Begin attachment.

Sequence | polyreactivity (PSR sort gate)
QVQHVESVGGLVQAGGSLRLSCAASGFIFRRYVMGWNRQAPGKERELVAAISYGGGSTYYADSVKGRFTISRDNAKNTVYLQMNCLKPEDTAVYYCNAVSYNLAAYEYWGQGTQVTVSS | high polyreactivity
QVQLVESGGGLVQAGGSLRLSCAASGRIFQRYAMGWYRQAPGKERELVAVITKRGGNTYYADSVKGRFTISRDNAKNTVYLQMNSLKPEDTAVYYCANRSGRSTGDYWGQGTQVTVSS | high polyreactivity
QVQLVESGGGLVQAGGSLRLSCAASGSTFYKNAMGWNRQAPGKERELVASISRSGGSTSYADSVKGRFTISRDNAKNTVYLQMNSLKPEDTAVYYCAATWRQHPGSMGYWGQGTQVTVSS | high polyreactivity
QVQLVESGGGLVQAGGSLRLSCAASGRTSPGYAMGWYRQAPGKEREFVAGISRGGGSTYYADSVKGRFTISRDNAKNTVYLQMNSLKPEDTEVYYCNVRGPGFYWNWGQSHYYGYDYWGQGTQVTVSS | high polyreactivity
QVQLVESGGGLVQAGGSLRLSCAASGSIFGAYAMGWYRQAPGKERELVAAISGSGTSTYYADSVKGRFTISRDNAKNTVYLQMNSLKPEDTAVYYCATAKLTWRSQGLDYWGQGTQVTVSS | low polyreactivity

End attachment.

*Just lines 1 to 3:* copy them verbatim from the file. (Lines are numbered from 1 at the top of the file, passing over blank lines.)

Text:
Sequence | polyreactivity (PSR sort gate)
QVQHVESVGGLVQAGGSLRLSCAASGFIFRRYVMGWNRQAPGKERELVAAISYGGGSTYYADSVKGRFTISRDNAKNTVYLQMNCLKPEDTAVYYCNAVSYNLAAYEYWGQGTQVTVSS | high polyreactivity
QVQLVESGGGLVQAGGSLRLSCAASGRIFQRYAMGWYRQAPGKERELVAVITKRGGNTYYADSVKGRFTISRDNAKNTVYLQMNSLKPEDTAVYYCANRSGRSTGDYWGQGTQVTVSS | high polyreactivity